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Pharmacoeconomics in anaesthesia: what are the issues?

Published online by Cambridge University Press:  16 August 2006

P. F. White
Affiliation:
Department of Anesthesiology and Pain Management, University of Texas South-Western Medical Center at Dallas, 5323 Harry Hines Boulevard, Dallas, TX 75390-9068, USA
M. F. Watcha
Affiliation:
Department of Anesthesiology and Pain Management, University of Texas South-Western Medical Center at Dallas, 5323 Harry Hines Boulevard, Dallas, TX 75390-9068, USA
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Abstract

Newer anaesthetic agents provide a faster onset, easier titration and a more rapid recovery than the older agents, but are more expensive. In assessing the financial consequences associated with their use, it is important to examine the total costs (including personnel costs) and not just the acquisition costs of new drugs. Claims of cost savings from new drugs should be subjected to close scrutiny, with studies designed to demonstrate that the preferential use of the newer drug is associated with actual decreased payments for personnel, an earlier return to normal activities by the patient and/or their caretakers, or the completion of an additional case in the same operating session. It may be necessary to alter work patterns to obtain the full benefits of the new drugs (e.g. bypass of the labour-intensive [phase I] postanaesthetic care unit). Finally, greater cost savings in the operating room can be achieved by increasing efficiency in resource utilization. A delay in starting a case, or a prolonged turnover time between cases, can negate any cost savings related to the anaesthetist's choice of drugs.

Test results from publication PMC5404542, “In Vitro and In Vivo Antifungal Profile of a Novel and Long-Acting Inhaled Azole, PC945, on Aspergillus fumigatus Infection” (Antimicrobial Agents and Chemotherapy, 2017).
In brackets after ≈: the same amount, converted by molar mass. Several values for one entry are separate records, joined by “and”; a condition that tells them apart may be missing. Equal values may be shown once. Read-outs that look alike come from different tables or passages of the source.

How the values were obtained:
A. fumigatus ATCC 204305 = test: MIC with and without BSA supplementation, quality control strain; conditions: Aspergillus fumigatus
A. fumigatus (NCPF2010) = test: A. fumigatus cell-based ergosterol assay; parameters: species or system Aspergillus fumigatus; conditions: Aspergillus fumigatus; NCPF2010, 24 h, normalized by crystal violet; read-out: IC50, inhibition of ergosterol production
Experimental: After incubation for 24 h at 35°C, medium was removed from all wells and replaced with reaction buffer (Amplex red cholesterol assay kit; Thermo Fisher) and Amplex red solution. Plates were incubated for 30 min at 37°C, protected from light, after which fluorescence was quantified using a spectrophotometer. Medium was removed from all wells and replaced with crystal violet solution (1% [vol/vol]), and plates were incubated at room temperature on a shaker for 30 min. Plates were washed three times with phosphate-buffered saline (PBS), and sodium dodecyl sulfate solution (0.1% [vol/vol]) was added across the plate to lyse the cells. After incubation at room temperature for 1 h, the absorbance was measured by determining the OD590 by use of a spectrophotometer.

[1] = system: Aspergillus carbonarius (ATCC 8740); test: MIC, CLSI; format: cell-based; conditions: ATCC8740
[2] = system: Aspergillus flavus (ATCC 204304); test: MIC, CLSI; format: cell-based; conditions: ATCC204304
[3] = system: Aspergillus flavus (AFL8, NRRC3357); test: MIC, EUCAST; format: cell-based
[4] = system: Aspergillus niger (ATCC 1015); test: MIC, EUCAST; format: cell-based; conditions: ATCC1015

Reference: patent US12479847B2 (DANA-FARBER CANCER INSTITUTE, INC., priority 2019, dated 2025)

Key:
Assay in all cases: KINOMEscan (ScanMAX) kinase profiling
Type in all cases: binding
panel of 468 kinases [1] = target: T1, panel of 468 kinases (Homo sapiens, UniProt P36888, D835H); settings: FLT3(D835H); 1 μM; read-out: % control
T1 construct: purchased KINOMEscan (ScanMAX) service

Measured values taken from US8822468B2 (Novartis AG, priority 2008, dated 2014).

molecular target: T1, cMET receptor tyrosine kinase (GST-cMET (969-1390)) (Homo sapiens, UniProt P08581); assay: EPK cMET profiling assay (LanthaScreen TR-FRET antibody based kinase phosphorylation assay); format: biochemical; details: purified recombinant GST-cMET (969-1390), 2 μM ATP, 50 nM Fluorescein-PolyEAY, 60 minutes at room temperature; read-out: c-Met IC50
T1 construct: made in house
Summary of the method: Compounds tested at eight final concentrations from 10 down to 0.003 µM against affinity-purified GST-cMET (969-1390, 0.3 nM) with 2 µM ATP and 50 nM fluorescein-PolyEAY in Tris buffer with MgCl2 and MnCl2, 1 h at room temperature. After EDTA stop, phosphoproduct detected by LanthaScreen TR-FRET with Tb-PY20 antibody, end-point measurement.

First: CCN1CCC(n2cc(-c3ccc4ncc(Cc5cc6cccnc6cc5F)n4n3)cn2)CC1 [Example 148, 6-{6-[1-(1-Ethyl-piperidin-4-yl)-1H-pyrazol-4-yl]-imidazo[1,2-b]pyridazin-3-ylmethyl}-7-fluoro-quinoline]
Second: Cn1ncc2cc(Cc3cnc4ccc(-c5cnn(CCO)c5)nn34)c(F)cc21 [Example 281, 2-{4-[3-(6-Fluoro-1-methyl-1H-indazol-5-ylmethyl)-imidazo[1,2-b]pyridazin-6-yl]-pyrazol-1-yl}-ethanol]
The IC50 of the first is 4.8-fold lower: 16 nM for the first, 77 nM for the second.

Type
Original Article
Copyright
2001 European Society of Anaesthesiology

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